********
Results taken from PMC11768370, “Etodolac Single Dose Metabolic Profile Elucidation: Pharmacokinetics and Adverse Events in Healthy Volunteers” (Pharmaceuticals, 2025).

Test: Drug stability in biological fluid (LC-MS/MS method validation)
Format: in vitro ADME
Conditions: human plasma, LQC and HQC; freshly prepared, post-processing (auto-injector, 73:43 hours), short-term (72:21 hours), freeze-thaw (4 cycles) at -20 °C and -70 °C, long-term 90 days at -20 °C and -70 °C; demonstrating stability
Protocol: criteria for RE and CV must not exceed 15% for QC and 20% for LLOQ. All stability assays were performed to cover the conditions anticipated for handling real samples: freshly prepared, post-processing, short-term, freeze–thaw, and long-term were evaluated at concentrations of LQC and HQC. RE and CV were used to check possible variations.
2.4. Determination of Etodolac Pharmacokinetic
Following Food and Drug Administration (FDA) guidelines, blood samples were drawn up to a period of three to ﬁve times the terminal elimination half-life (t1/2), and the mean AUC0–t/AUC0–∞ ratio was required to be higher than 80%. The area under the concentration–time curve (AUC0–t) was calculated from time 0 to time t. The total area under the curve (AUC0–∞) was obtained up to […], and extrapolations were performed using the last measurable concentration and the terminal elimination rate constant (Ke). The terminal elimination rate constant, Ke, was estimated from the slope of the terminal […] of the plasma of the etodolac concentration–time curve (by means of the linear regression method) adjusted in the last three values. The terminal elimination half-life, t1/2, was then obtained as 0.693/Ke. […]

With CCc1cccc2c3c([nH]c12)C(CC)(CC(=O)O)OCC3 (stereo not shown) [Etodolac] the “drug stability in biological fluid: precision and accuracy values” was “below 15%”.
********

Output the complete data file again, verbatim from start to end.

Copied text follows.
Results taken from PMC11768370, “Etodolac Single Dose Metabolic Profile Elucidation: Pharmacokinetics and Adverse Events in Healthy Volunteers” (Pharmaceuticals, 2025).

Test: Drug stability in biological fluid (LC-MS/MS method validation)
Format: in vitro ADME
Conditions: human plasma, LQC and HQC; freshly prepared, post-processing (auto-injector, 73:43 hours), short-term (72:21 hours), freeze-thaw (4 cycles) at -20 °C and -70 °C, long-term 90 days at -20 °C and -70 °C; demonstrating stability
Protocol: criteria for RE and CV must not exceed 15% for QC and 20% for LLOQ. All stability assays were performed to cover the conditions anticipated for handling real samples: freshly prepared, post-processing, short-term, freeze–thaw, and long-term were evaluated at concentrations of LQC and HQC. RE and CV were used to check possible variations.
2.4. Determination of Etodolac Pharmacokinetic
Following Food and Drug Administration (FDA) guidelines, blood samples were drawn up to a period of three to ﬁve times the terminal elimination half-life (t1/2), and the mean AUC0–t/AUC0–∞ ratio was required to be higher than 80%. The area under the concentration–time curve (AUC0–t) was calculated from time 0 to time t. The total area under the curve (AUC0–∞) was obtained up to […], and extrapolations were performed using the last measurable concentration and the terminal elimination rate constant (Ke). The terminal elimination rate constant, Ke, was estimated from the slope of the terminal […] of the plasma of the etodolac concentration–time curve (by means of the linear regression method) adjusted in the last three values. The terminal elimination half-life, t1/2, was then obtained as 0.693/Ke. […]

With CCc1cccc2c3c([nH]c12)C(CC)(CC(=O)O)OCC3 (stereo not shown) [Etodolac] the “drug stability in biological fluid: precision and accuracy values” was “below 15%”.